Country singer Granger Smith's 3-year-old died from drowning: What all parents need to know

The country world is mourning the death of singer Granger Smith's young son, River, after a tragic drowning accident at the family's home in Austin, Texas, it was revealed on Friday.

News of the 3-year-old's death was shared by his heartbroken parents this week. 

"We’ve lost our youngest son, River Kelly Smith. Following a tragic accident, and despite doctor’s best efforts, he was unable to be revived," the country singer wrote. "Amber and I made the decision to say our last goodbyes and donate his organs so that other children will be given a second chance at life."

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Granger Smith and his son, River Kelly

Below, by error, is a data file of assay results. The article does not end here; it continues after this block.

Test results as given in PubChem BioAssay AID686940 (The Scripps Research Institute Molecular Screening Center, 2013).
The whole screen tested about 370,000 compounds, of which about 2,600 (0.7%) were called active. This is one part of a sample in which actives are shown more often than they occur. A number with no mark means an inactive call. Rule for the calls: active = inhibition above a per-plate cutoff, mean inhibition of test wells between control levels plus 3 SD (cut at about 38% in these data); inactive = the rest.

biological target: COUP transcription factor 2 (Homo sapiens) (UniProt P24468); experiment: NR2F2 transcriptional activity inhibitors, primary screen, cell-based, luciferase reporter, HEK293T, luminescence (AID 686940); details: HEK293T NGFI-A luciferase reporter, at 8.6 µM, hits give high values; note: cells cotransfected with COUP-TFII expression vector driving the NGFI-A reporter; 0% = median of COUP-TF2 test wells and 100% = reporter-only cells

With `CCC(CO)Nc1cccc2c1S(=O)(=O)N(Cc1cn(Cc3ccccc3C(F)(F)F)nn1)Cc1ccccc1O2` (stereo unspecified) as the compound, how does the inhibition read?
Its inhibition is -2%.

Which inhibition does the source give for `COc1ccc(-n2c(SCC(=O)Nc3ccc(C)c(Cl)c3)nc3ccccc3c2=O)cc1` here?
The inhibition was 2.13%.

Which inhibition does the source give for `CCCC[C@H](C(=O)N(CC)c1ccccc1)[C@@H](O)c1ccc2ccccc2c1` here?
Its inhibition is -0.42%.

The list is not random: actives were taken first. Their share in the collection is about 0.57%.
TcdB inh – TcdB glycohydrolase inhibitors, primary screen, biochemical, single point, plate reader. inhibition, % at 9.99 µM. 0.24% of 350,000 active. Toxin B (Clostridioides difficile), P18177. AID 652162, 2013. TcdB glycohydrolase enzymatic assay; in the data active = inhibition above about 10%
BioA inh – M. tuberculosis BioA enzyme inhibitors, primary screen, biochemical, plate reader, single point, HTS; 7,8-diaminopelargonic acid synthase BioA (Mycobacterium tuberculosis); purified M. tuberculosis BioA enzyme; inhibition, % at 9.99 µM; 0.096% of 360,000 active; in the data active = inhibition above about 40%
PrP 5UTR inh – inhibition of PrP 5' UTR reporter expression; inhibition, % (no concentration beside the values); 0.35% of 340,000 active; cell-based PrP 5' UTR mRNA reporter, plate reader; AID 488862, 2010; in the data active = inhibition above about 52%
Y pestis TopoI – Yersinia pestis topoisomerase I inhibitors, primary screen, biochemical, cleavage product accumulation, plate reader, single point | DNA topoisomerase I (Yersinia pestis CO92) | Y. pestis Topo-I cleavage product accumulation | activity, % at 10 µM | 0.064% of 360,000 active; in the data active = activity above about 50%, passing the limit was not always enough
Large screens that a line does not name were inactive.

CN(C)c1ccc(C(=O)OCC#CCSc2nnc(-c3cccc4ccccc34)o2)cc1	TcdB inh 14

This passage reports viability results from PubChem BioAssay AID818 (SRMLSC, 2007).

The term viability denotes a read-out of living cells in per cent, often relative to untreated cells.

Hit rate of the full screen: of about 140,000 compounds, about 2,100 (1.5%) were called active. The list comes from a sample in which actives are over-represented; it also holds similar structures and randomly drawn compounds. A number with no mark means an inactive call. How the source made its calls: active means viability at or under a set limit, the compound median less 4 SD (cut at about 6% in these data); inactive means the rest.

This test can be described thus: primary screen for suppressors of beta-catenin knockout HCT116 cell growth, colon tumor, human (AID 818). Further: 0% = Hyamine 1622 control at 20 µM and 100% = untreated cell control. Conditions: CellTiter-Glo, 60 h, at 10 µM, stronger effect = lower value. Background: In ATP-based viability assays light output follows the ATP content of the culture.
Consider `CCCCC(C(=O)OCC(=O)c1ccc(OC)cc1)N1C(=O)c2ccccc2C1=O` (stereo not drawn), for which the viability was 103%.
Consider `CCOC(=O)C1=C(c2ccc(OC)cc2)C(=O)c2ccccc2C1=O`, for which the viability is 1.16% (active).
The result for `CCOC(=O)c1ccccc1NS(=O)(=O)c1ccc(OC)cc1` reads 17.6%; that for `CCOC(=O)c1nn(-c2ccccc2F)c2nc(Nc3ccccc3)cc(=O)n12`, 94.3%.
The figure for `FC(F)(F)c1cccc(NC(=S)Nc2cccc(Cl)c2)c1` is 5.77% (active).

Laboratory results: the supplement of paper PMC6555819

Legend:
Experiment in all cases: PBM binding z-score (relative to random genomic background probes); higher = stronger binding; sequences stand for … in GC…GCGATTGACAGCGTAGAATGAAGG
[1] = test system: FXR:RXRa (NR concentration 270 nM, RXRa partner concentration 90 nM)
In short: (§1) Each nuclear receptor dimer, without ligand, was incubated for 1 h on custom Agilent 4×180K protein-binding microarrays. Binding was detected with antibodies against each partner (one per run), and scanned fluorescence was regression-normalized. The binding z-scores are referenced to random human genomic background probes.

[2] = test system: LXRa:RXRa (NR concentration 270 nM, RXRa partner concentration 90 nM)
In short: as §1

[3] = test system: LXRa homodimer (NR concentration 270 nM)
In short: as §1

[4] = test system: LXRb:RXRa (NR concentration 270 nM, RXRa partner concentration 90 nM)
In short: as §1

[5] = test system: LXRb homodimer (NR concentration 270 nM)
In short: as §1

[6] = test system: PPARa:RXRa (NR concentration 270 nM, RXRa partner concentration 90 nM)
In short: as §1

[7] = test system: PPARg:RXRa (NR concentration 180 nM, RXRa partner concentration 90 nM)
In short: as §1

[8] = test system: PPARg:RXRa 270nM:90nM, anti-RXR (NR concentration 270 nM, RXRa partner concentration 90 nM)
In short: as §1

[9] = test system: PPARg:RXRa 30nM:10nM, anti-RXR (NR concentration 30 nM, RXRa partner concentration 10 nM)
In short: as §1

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Granger Smith and his son, River Kelly
Happy Mother’s Day from all squinty-eyed 5 of us 😆❤️🌸 #thesmiths #partyof5 #mothersday2019
On to Kinder! Hello Summer! ☀️ 💦 🎢🏝 #prekgrad
Someone is 3 today! Happy birthday to our fearless, tractor and Lightening McQueen loving, red-headed, dare devil! He keeps us laughing, definitely keeps me on my toes, gives the best hugs and is as sweet as honey! We love our little Riv 💚🍩🧁 🚗 🚜 🎉
Enjoying daddy being home and Texas rain 🌧 #smithpartyof5